Book Bargains: Given Bookshop Offers Something for All
Tucked away in the Olmsted Village shopping center, the Given Bookshop offers readers a fantastic selection of books at bargain prices.
It will soon start its fifth year of catering to the tastes of the area's book-loving public.
Opened in the middle of June 2004, the Given Bookshop is run by the Friends of Given Memorial Library, the privately funded institution that serves as a public library for the village of Pinehurst. It is the major fundraising source for the Friends.
The other fundraising events are a holiday concert in December, and a literary luncheon in June. This year's luncheon is set for Saturday, June 7, and will feature Richard Mandell, renowned golf course architect, who has specialized in the renewal and restoration of Donald Ross courses. He is the author of "Pinehurst -- Home of American Golf."
According to Jean Funderburg, manager of the Given Bookshop, most Friends of the Library organizations are designed to provide "extras" for a library.
"We don't have that luxury," she says. "Our contribution is a necessary income source."
Last year, Given Memorial Library received $67,000 from the shop to help meet current obligations.
"That figure has increased substantially each year the Bookshop has been in operation," says Funderburg.
She mentions that the bookshop has grown each year -- both in numbers of books that pass through the doors, and the amount of money the Friends have been able to give to the library.
The idea for the bookshop had been discussed for several years prior to its opening. The Friends had traditionally had a book sale twice a year, and over the years had been allowed to store the books for upcoming sales in the Pinehurst Village Hall, because of lack of space in the library itself.
The time came, however, when the space was no longer available, because the Village of Pinehurst needed it for administrative purposes. When that took place, the vision for the bookshop became a reality.
"Olmsted Village was very cooperative in working with us to find a space at a price we could afford," says Jean Funderburg, "At first we were worried that we would run out of books in between the two semi-annual book sales. But that has definitely not been a problem. As a matter of fact we also rented a space two doors down from the original location, which we call the annex. One-half of the space serves as a workroom where we sort the books, and the other half is devoted to books, mostly paperbacks, that sell for $1."
Staffed entirely by volunteers, Given Bookshop was open originally from Tuesday through Saturday, but they received so many requests to be open on Monday that they expanded the schedule to include six days a week from 10 a.m. to 4 p.m. More than 60 people form the volunteer corps for the bookshop.
With two people working each shift -- one from 10 to 1, and the other from 1 to 4, it is a well-organized operation. Volunteers have experience with books -- either they are voracious readers themselves, or they have been teachers or librarians. Some work once a week, while others may volunteer once or twice a month. A list of about 20 substitutes is kept up to date to fill in on a short-term basis.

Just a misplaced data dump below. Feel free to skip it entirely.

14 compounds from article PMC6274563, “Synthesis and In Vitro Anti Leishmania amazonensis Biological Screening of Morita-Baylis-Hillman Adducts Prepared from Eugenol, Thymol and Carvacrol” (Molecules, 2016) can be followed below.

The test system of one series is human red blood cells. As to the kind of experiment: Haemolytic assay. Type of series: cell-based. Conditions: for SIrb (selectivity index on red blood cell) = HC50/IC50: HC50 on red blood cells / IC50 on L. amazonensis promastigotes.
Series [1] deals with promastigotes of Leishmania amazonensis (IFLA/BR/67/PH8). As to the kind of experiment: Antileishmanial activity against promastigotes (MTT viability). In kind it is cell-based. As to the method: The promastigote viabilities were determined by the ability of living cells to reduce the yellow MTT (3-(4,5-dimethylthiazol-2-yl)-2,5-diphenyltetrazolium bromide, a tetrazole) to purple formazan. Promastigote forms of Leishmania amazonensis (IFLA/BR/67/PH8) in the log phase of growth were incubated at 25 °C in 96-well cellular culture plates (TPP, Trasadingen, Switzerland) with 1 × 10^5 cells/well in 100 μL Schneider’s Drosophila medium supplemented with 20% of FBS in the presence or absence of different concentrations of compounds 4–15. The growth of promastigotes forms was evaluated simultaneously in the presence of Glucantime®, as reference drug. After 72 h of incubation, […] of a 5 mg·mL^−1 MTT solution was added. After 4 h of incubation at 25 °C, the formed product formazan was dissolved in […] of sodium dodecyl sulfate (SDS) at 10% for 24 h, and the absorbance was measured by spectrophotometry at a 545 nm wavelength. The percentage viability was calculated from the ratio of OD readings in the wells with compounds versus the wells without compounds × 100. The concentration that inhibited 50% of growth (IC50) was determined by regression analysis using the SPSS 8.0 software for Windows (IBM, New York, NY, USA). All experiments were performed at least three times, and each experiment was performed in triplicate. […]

Included in the duties of the volunteers is a schedule of housekeeping chores such as vacuuming and watering the plants.
"We are very self-sufficient," says Funderburg.
Well-stocked with books for every reader's preference, the Given Bookshop has been called "the best book store in North Carolina" by a group of three women who regularly travel from Wilmington to peruse the updated selections.
Other customers can find a large assortment of mysteries, romance novels and the best of recently-published fiction. There is a fine selection of nonfiction, including religious books, and big sellers are works on golf and those dealing with historical topics, such as the Civil War and World War II.
"People come in looking for something satisfying to read -- for the most part, they aren't building a library," Funderburg says. "Around the holiday time, we find those who buy a book for everyone in their family, and favorites are the coffee table books, all in good condition, which can be purchased at very reasonable prices."
The Given Bookshop does receive a fair amount of books that are considered not salable, either because of their age, or because there is no audience for them. Working with a man in Chapel Hill, who will try to sell these books on e-Bay, the Bookshop realized about $6,000 from that source in the last year. Textbooks are given to Sandhills Community College. In the case of multiple copies of the same work of fiction or a mystery, the extras are given away to nursing homes or sent to troops overseas through Fort Bragg.
Supplementing the shelves of books is a substantial choice of movies on VHS, audio tapes, CDs and some DVDs. Also on display are works of local artists that are for sale, with a percentage of the selling price benefiting the shop. And there are prints and photos from the Tufts Archives available for purchase, too.
The Given Bookshop has an attraction all its own, though. Where can you find a shop where the prices haven't been increased over the last four years? Or where the sales tax is included in the price of your purchase? Both of these benefits are present at this unique Pinehurst bookstore.
In a period when the economy is on everyone's mind, maybe it would be a good time to visit the Given Bookshop and pick up some good springtime reading.
Contact Pinehurst freelance writer Mary Elle Hunter at firstname.lastname@example.org.
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